"This house has a lot of nice architecture and nice features and our thought was we'll get this restored and it will be very marketable," said Wilkinson.
When the family bought it 15 years ago Dwight had a promising future.
No one ever knew its largest employer would eventually be shut down.
"Now with the prison closing housing prices are very depressed," Wilkinson explained. "If we were to put the house on the market, there wouldn't be any profit in it."
A sharp spike in homes for sale has hit the community.
A growing trend as the shut down nears for Dwight Correctional Center.
"I drive around town and I see for sale signs all over, for rent. So, it's really hurting. It's like a growing weed that's invested the village," said Mayor Bill Wilkey.
John Geschwind is a real estate broker.
He's having a hard time getting top dollar for his clients.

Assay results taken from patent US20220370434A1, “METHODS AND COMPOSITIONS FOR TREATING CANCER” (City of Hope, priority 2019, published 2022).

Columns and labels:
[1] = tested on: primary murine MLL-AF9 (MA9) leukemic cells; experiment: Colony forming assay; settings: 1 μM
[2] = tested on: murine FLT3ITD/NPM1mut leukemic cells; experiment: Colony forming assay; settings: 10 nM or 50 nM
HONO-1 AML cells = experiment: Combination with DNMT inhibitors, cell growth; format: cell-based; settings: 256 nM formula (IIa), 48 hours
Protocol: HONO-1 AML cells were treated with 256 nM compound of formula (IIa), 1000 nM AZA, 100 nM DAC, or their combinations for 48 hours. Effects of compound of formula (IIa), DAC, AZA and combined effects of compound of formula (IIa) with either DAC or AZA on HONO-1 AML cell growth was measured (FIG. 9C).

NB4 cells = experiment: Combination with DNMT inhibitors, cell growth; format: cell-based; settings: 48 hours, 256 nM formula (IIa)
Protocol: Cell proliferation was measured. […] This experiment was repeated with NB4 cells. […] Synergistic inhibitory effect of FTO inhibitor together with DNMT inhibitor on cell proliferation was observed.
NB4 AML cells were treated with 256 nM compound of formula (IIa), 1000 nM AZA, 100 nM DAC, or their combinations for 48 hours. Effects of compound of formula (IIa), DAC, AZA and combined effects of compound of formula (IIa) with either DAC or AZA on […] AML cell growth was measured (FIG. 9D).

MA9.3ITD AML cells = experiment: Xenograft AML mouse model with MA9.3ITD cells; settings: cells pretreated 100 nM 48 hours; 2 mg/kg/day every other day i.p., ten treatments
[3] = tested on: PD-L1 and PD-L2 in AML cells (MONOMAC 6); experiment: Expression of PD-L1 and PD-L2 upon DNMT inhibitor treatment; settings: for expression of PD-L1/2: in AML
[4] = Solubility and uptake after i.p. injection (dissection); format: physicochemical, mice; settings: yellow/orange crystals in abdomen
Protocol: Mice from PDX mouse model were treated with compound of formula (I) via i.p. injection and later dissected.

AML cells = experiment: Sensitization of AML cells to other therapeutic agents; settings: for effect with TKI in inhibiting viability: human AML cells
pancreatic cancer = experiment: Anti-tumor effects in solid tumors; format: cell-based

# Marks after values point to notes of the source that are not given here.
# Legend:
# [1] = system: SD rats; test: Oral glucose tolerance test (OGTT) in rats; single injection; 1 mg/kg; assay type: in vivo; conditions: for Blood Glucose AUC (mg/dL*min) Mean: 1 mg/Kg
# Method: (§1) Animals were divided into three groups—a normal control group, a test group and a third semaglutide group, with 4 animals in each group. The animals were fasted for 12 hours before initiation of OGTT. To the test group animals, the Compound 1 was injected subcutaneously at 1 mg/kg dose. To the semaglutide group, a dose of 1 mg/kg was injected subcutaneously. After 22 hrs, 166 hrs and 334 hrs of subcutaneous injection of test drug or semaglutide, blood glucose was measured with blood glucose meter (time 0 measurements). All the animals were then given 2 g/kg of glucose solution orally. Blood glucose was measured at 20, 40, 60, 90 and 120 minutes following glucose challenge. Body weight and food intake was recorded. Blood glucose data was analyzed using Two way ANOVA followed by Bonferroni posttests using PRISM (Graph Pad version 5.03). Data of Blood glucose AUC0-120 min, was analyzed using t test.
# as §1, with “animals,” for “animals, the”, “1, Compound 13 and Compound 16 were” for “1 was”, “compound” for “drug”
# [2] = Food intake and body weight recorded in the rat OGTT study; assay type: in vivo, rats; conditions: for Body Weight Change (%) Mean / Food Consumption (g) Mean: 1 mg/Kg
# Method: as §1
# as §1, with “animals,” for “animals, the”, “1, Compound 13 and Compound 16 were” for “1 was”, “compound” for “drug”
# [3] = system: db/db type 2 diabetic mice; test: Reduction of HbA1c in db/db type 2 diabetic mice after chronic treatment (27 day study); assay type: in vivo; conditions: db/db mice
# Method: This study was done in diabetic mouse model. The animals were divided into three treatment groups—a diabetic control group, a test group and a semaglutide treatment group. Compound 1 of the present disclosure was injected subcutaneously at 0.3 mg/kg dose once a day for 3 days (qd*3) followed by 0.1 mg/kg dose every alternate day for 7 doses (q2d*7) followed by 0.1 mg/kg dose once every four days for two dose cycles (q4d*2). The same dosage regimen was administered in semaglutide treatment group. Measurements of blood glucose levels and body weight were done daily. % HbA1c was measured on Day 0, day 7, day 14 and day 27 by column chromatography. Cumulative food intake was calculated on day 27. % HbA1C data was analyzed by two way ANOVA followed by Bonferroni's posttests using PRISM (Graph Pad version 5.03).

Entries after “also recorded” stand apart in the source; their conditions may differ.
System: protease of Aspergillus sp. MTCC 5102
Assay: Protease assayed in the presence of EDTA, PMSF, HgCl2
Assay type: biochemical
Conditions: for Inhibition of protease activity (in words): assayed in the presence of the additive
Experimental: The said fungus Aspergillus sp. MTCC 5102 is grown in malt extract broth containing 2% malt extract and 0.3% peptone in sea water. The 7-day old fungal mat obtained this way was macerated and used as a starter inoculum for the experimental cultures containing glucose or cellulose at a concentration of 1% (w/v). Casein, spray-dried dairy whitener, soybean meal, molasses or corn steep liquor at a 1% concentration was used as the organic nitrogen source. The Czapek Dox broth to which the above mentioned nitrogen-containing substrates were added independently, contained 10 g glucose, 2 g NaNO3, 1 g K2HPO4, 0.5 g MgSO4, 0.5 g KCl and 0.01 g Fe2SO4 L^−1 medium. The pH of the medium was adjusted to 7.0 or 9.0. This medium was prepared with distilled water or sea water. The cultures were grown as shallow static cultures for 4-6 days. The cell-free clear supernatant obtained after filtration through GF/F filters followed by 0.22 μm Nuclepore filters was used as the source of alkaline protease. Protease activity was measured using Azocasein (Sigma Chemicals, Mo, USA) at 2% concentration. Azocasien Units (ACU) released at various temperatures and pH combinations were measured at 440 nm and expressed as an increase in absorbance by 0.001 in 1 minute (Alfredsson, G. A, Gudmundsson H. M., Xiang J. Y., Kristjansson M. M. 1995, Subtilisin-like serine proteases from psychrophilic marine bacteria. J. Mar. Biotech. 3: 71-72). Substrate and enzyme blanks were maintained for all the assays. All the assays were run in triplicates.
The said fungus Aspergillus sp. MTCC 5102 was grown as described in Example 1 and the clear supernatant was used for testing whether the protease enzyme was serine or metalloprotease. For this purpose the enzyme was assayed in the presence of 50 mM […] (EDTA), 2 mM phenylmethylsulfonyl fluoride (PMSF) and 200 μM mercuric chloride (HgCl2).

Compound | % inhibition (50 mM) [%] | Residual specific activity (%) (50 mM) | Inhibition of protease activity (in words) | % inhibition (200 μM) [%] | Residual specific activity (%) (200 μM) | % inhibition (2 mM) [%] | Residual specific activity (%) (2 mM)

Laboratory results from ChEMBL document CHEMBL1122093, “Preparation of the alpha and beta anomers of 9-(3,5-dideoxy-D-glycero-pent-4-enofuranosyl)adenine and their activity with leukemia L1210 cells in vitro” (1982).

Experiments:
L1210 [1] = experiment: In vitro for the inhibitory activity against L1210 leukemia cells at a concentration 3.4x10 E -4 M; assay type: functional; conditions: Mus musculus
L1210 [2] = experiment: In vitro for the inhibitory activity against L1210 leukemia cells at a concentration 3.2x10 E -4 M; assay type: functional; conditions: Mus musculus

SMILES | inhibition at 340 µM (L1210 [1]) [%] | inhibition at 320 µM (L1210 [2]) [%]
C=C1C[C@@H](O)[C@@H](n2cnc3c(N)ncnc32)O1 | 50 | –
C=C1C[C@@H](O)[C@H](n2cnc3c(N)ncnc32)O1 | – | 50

"People will have us come and tell them what we feel the market value of their house is, and it's less than what they owe on it," said Geschwind. "That's what's sad about it."
Even worse, buyers are few and far between.
"We don't have anything positive to really be optimistic about at this point," he added.
"People that have been trying to sell their houses can't sell their houses," echoed Bill Wilkey.
With a market in limbo as the prison shuts down and its employees leave the area, leaders say all they can do now is wait out the storm, in hopes one day the governor's decision will be reversed.
"Tighten up our belts and get through this because I'm sure in a year and a half he's not going to be around and they're going to need this facility," said Wilkey.
The mayor hopes the decision to close Dwight Correctional Center will be reversed after next year's gubernatorial election.
The prison shuts down March 31st.